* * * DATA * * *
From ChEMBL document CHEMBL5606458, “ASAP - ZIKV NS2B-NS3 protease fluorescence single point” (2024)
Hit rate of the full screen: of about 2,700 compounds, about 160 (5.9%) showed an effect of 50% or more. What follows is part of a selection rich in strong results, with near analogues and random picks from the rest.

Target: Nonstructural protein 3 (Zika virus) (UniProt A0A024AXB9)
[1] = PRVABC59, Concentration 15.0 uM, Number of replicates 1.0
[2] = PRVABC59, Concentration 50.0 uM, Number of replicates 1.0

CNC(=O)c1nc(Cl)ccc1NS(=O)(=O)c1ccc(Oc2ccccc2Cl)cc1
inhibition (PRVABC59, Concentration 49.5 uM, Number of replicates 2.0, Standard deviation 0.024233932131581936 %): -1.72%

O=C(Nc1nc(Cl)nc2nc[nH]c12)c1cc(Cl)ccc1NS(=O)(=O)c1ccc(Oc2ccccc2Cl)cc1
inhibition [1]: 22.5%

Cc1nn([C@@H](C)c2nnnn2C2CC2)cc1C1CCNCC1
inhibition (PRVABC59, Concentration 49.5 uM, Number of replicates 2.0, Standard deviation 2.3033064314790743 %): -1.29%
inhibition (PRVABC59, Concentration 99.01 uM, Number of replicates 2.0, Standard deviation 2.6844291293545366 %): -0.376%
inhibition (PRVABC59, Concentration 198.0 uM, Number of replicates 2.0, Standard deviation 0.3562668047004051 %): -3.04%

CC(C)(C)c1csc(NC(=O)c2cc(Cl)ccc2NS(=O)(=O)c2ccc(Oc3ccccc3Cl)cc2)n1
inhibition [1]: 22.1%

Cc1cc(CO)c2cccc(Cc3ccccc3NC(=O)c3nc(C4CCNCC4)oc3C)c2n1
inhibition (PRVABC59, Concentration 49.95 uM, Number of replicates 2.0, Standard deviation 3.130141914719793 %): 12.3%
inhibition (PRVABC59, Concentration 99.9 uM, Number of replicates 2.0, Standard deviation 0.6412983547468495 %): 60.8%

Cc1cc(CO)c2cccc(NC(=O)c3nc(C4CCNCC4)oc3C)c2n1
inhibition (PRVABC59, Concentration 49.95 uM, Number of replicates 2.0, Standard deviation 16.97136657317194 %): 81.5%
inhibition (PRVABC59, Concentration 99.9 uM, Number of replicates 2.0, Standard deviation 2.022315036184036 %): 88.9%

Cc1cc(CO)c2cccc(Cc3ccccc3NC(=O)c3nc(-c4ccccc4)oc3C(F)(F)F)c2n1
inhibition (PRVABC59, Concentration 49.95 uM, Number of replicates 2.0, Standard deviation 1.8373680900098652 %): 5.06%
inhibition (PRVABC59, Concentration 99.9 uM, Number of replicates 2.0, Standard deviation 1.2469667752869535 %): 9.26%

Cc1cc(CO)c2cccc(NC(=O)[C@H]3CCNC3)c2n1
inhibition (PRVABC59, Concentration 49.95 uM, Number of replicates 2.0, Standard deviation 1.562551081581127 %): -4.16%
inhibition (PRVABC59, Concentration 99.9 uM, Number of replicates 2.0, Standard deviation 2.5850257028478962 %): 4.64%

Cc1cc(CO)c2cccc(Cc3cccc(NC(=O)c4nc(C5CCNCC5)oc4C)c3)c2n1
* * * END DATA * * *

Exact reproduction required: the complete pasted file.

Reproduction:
From ChEMBL document CHEMBL5606458, “ASAP - ZIKV NS2B-NS3 protease fluorescence single point” (2024)
Hit rate of the full screen: of about 2,700 compounds, about 160 (5.9%) showed an effect of 50% or more. What follows is part of a selection rich in strong results, with near analogues and random picks from the rest.

Target: Nonstructural protein 3 (Zika virus) (UniProt A0A024AXB9)
[1] = PRVABC59, Concentration 15.0 uM, Number of replicates 1.0
[2] = PRVABC59, Concentration 50.0 uM, Number of replicates 1.0

CNC(=O)c1nc(Cl)ccc1NS(=O)(=O)c1ccc(Oc2ccccc2Cl)cc1
inhibition (PRVABC59, Concentration 49.5 uM, Number of replicates 2.0, Standard deviation 0.024233932131581936 %): -1.72%

O=C(Nc1nc(Cl)nc2nc[nH]c12)c1cc(Cl)ccc1NS(=O)(=O)c1ccc(Oc2ccccc2Cl)cc1
inhibition [1]: 22.5%

Cc1nn([C@@H](C)c2nnnn2C2CC2)cc1C1CCNCC1
inhibition (PRVABC59, Concentration 49.5 uM, Number of replicates 2.0, Standard deviation 2.3033064314790743 %): -1.29%
inhibition (PRVABC59, Concentration 99.01 uM, Number of replicates 2.0, Standard deviation 2.6844291293545366 %): -0.376%
inhibition (PRVABC59, Concentration 198.0 uM, Number of replicates 2.0, Standard deviation 0.3562668047004051 %): -3.04%

CC(C)(C)c1csc(NC(=O)c2cc(Cl)ccc2NS(=O)(=O)c2ccc(Oc3ccccc3Cl)cc2)n1
inhibition [1]: 22.1%

Cc1cc(CO)c2cccc(Cc3ccccc3NC(=O)c3nc(C4CCNCC4)oc3C)c2n1
inhibition (PRVABC59, Concentration 49.95 uM, Number of replicates 2.0, Standard deviation 3.130141914719793 %): 12.3%
inhibition (PRVABC59, Concentration 99.9 uM, Number of replicates 2.0, Standard deviation 0.6412983547468495 %): 60.8%

Cc1cc(CO)c2cccc(NC(=O)c3nc(C4CCNCC4)oc3C)c2n1
inhibition (PRVABC59, Concentration 49.95 uM, Number of replicates 2.0, Standard deviation 16.97136657317194 %): 81.5%
inhibition (PRVABC59, Concentration 99.9 uM, Number of replicates 2.0, Standard deviation 2.022315036184036 %): 88.9%

Cc1cc(CO)c2cccc(Cc3ccccc3NC(=O)c3nc(-c4ccccc4)oc3C(F)(F)F)c2n1
inhibition (PRVABC59, Concentration 49.95 uM, Number of replicates 2.0, Standard deviation 1.8373680900098652 %): 5.06%
inhibition (PRVABC59, Concentration 99.9 uM, Number of replicates 2.0, Standard deviation 1.2469667752869535 %): 9.26%

Cc1cc(CO)c2cccc(NC(=O)[C@H]3CCNC3)c2n1
inhibition (PRVABC59, Concentration 49.95 uM, Number of replicates 2.0, Standard deviation 1.562551081581127 %): -4.16%
inhibition (PRVABC59, Concentration 99.9 uM, Number of replicates 2.0, Standard deviation 2.5850257028478962 %): 4.64%

Cc1cc(CO)c2cccc(Cc3cccc(NC(=O)c4nc(C5CCNCC5)oc4C)c3)c2n1